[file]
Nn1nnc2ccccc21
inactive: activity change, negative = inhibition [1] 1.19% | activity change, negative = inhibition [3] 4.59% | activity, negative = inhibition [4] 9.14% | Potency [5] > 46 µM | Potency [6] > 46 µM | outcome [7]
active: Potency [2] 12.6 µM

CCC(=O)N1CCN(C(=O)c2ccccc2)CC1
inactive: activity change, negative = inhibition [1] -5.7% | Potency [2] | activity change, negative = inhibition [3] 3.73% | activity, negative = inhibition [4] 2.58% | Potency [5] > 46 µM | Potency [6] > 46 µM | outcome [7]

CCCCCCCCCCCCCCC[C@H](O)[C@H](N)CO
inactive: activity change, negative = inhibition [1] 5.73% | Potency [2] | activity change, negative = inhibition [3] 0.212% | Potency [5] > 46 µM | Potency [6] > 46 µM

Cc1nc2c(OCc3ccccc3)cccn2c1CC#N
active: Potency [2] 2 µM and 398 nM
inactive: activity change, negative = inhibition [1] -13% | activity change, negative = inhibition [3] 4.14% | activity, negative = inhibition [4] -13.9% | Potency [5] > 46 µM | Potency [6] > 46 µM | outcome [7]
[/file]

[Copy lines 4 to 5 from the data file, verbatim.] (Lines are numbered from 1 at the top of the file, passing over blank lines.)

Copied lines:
CCC(=O)N1CCN(C(=O)c2ccccc2)CC1
inactive: activity change, negative = inhibition [1] -5.7% | Potency [2] | activity change, negative = inhibition [3] 3.73% | activity, negative = inhibition [4] 2.58% | Potency [5] > 46 µM | Potency [6] > 46 µM | outcome [7]